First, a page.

Coralliform Limestone Enlarge
Dec. 1. 1808. Publish’d by Ja.s Sowerby. London.
British Mineralogy
CCXC
Calx carbonata coralliformis

Coralliform Limestone

  • Div. 2. Imitative.

Derbyshire, Cumberland, Westmoreland, and some parts of Scotland and Ireland, have large remains of these coralliform Limestones, often called Marbles; which, when compact, being cut and polished, serve for tables, slabs, and other ornamental masonry. They vary much in colour, are of different stronger or paler reds, and sometimes the Madrepore is light with a dark or black ground; but I have some exactly the reverse, given me by Lady Wilson, from the north of England, Some specimens are of a larger variety, or a species nearly allied to this. Perhaps there are numerous species, as we have no reason to suppose there were not as many Corals formerly as now, and some are so nearly alike that we can scarcely determine the different species. The redder ones which I have by favour of Gilbert Laing, Esq,, are found at Limeworth near Arundale in Dumfriesshire, and are often very beautiful; they are commonly called Bengangand Aboyne Marble. Thin is is a larger species than that before described, and is lodged in red Limestone, which might be called Eisen-calk with as much propriety by the Germans, as Quartz or Flint, coloured by red Oxide of Iron, is called Eisen-kiesel, and Clay under similar circumstances Eisen-thon. If the nomenclature is good, there ought to be such a concordance, when nature agrees with it.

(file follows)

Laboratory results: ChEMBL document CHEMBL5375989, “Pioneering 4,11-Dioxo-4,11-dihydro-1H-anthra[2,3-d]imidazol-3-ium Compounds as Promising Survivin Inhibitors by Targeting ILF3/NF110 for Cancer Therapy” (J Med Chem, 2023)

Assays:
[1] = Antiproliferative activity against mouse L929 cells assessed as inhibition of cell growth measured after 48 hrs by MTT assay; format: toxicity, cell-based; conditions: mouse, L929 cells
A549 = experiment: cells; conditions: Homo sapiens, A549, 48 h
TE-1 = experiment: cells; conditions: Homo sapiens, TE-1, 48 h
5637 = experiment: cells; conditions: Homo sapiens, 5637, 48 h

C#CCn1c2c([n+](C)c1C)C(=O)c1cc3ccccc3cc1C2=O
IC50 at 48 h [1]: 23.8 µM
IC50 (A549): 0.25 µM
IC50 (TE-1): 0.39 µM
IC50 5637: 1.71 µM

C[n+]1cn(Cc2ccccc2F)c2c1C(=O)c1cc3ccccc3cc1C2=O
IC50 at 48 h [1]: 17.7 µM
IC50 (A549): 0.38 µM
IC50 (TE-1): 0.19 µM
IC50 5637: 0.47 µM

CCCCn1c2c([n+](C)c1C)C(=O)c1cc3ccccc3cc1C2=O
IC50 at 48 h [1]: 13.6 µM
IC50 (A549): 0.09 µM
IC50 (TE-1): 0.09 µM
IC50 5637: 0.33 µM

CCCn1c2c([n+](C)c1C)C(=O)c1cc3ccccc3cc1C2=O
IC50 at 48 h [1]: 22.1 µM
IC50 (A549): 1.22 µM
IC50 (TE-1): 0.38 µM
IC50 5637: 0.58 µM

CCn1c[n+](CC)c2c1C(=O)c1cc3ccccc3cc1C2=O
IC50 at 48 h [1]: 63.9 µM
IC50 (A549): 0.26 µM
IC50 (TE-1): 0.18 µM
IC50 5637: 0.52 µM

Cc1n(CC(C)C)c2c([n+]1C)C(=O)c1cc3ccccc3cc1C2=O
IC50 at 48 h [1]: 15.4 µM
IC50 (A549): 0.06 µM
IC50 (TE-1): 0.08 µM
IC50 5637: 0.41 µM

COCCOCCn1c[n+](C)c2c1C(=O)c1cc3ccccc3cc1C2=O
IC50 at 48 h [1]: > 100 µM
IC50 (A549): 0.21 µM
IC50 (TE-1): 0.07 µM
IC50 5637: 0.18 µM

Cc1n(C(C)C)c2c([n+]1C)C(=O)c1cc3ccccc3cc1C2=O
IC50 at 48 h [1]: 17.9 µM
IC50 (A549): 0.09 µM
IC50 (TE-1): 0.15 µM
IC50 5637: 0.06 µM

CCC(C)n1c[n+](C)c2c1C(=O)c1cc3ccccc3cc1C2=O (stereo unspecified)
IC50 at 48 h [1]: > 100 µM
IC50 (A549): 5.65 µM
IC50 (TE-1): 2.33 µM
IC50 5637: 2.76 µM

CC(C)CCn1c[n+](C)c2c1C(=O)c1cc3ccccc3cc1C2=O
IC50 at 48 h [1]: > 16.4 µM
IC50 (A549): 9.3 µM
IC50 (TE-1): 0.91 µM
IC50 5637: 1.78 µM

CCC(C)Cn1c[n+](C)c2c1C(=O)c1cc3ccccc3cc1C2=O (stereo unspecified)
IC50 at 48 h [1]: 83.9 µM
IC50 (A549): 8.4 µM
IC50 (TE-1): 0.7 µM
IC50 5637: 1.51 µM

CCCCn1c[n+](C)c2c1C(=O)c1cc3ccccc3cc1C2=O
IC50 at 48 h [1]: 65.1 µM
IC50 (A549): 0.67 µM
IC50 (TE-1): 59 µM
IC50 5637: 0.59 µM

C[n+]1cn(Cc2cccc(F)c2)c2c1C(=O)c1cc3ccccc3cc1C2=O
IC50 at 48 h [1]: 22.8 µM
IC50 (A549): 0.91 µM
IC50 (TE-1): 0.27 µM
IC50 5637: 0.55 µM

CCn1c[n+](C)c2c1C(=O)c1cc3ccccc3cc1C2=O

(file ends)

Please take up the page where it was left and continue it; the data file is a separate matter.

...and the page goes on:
I have given these examples to show some varieties depending on what is commonly called petrifaction, and also to show that the remains of organized substances have passed into the common soil from whence they in part originated, and are now become evident to us by the memorials left as proofs of such existence. In Limestone many curious subjects are to be found ; but it is only intended here to give a general idea of them; and after showing a few other sports of Nature in different substances, it is expected that the remainder will be pretty well understood in mineralogical hands.

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